Migration management: Commission awards funding for new reception centres in Lesvos and Chios

European Union states are expected to receive 107 million doses of COVID-19 vaccines by the end of March, an EU Commission spokeswoman said today (31 March), hitting an earlier target but far below initial plans, writes Francesco Guarascio.

Under contracts signed with drugmakers, the bloc had expected to receive 120 million doses by the end of March from Anglo-Swedish firm AstraZeneca alone and tens of millions more doses from Pfizer-BioNTech and Moderna.

But after major cuts from AstraZeneca, the EU had revised down its target until the end of March to about 100 million doses.

The Commission spokeswoman told a news conference that AstraZeneca was expected to deliver 29.8 million doses by Wednesday, in line with its revised-down goal.

Pfizer-BioNTech will deliver 67.5 million doses and Moderna nearly 10 million, figures that the EU has said are in line with their initial commitments.

The EU expects a major ramp-up of deliveries in the second quarter that it says will be sufficient to inoculate at least 70% of its adult population by July, and speed up its so far slow vaccination drive.

Addressing bottlenecks

The European Commission has set up a taskforce to increase the industrial production of vaccines, under the authority of the Commissioner for the Internal Market, Thierry Breton, in cooperation with Health and Food Safety Commissioner Stella Kyriakides. The Task Force has three main work streams. It will work to eliminate bottlenecks in current production, adjust vaccine production to coronavirus variants, and it will work on a structural plan for a faster response to biohazards at the European level.

On 29 March 2021, the Commission hosted the first pan-European matchmaking event with over 300 participating companies from 25 Member States to expand COVID-19 vaccine production capacities across Europe and address bottlenecks. The event aims to speed up connections between vaccine producers and service companies such as contract development and manufacturing organisations, fill and finish, equipment producers and others, with a view to improve planning for current and future vaccine production in Europe.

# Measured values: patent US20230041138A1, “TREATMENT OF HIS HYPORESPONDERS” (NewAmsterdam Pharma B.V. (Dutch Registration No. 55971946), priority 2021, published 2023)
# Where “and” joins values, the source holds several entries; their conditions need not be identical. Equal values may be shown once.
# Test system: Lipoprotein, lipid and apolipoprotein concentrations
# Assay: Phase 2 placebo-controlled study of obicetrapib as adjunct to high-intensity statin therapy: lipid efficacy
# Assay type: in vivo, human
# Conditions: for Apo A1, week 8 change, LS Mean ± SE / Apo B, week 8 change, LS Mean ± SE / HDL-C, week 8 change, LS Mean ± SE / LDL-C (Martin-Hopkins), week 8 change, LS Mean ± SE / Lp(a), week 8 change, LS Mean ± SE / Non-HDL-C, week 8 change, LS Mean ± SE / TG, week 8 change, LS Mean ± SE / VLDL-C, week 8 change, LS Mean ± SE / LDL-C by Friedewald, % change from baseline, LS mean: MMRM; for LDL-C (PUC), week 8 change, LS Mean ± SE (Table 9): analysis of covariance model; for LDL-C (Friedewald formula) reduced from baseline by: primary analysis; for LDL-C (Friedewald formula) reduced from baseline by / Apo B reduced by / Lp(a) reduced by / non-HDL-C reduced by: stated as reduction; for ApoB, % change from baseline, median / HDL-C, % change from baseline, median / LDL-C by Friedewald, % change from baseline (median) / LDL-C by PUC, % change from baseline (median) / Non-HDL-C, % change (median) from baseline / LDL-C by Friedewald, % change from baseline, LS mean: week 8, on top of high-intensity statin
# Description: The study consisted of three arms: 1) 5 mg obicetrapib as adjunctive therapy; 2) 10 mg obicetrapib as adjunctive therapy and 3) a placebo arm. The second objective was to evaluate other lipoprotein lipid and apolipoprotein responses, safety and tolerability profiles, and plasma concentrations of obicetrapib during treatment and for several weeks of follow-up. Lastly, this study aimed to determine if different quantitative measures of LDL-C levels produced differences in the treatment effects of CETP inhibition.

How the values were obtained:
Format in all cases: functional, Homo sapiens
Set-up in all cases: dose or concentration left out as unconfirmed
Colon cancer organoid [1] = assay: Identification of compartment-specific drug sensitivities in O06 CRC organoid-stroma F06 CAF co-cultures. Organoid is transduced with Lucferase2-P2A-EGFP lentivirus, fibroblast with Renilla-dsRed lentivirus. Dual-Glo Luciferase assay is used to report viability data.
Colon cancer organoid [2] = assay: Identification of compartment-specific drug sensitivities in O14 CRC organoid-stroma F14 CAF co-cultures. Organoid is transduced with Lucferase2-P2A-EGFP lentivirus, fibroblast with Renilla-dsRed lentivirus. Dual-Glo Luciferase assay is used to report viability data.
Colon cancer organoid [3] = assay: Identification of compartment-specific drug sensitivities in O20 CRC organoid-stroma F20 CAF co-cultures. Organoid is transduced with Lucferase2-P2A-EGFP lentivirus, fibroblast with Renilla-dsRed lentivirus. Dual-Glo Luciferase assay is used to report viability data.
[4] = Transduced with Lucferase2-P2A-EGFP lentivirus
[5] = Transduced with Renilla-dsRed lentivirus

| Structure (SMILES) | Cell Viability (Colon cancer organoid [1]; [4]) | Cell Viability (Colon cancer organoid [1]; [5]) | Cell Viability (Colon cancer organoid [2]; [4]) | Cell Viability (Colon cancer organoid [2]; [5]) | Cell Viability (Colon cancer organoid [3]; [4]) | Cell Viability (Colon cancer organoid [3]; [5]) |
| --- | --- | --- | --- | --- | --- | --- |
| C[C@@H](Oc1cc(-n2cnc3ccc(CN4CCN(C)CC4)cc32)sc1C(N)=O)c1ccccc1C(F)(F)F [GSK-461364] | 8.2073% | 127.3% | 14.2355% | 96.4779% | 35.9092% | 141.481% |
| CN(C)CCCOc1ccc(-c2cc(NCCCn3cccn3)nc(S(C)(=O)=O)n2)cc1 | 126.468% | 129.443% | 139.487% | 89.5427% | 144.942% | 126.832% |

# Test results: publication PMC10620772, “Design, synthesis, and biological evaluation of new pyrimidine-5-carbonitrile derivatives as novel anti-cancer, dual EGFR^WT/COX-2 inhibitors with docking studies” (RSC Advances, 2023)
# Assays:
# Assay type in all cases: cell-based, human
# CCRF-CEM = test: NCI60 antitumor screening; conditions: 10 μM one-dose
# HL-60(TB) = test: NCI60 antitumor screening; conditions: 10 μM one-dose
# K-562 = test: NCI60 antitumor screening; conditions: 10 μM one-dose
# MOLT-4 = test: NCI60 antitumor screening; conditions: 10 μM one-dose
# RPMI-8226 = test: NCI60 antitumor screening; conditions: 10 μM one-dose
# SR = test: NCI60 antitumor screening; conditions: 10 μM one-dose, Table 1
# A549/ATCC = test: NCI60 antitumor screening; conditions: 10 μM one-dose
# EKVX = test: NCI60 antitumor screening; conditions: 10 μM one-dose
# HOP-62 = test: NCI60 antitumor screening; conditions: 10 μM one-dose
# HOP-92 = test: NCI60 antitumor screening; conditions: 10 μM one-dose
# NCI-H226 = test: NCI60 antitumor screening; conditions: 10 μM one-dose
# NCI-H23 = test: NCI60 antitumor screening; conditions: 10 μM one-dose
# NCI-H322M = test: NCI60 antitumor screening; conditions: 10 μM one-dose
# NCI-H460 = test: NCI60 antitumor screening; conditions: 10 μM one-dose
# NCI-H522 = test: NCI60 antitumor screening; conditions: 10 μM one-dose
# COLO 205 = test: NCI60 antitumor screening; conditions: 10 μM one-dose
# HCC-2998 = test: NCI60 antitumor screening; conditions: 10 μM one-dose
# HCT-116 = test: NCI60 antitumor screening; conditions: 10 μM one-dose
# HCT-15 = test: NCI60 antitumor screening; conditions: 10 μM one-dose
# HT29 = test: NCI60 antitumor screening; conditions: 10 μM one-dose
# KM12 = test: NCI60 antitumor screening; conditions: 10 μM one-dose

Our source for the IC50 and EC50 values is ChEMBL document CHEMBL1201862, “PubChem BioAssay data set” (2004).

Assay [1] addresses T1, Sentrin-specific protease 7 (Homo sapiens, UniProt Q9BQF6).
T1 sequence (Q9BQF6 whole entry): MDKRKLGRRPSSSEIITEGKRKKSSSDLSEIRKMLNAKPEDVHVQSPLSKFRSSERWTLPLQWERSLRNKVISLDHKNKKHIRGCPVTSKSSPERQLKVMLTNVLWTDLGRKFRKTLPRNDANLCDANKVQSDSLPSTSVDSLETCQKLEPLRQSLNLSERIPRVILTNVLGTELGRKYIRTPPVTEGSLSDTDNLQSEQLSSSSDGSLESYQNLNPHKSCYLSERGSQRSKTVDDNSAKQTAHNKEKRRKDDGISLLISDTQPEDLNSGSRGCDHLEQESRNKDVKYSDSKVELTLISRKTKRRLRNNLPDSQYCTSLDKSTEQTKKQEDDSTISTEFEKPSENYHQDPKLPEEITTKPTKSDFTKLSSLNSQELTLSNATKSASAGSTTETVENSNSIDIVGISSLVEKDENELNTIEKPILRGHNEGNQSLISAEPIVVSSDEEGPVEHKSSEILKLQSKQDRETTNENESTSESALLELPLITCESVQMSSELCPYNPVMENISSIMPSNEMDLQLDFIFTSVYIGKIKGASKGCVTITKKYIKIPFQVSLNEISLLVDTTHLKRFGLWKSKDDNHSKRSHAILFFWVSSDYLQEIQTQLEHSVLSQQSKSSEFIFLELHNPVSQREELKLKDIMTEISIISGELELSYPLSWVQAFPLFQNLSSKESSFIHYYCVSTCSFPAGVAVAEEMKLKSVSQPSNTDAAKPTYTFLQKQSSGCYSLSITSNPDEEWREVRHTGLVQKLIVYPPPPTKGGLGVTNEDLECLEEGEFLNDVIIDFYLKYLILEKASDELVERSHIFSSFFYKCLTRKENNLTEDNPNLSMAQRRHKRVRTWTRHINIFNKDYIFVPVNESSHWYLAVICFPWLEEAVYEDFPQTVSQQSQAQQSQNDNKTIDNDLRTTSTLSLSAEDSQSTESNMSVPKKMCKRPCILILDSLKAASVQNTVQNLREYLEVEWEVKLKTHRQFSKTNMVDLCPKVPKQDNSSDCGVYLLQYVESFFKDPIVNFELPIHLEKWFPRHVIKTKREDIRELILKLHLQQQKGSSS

EU Vaccines Strategy

A broad portfolio of vaccines based on different technological approaches maximises the chances of safe and effective vaccines being developed and deployed. With this in mind, on 17 June 2020, the European Commission presented the EU Vaccines Strategy to accelerate the development, manufacturing and deployment of vaccines against COVID-19.

The Commission has taken a decision to support various vaccines based on a sound scientific assessment, the technology used, and capacity to supply the whole of the EU.

Vaccine development is a complex and lengthy process, which normally takes around 10 years. With the vaccines strategy, the Commission supported efforts and made the development more efficient, resulting in safe and effective vaccines being distributed in the EU by the end of 2020. This achievement required running clinical trials in parallel with investments in production capacity to be able to produce millions of doses of a successful vaccine. Strict and robust authorisation procedures and safety standards are respected at all times.

Questions and answers on the EU Vaccination strategy.


About the Author



Back to Top ↑